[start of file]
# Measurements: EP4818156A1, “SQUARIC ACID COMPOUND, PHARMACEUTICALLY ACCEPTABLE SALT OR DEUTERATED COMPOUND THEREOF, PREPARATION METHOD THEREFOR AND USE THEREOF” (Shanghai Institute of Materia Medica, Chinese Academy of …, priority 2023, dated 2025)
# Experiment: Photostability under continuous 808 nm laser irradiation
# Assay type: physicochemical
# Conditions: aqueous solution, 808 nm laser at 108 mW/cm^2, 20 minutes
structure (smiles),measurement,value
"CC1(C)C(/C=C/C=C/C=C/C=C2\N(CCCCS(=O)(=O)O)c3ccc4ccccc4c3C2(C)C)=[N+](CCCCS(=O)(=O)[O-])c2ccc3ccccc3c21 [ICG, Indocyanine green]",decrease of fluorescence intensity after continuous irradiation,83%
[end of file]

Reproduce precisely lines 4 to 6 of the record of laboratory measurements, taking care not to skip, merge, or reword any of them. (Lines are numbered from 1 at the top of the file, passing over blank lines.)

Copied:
# Conditions: aqueous solution, 808 nm laser at 108 mW/cm^2, 20 minutes
structure (smiles),measurement,value
"CC1(C)C(/C=C/C=C/C=C/C=C2\N(CCCCS(=O)(=O)O)c3ccc4ccccc4c3C2(C)C)=[N+](CCCCS(=O)(=O)[O-])c2ccc3ccccc3c21 [ICG, Indocyanine green]",decrease of fluorescence intensity after continuous irradiation,83%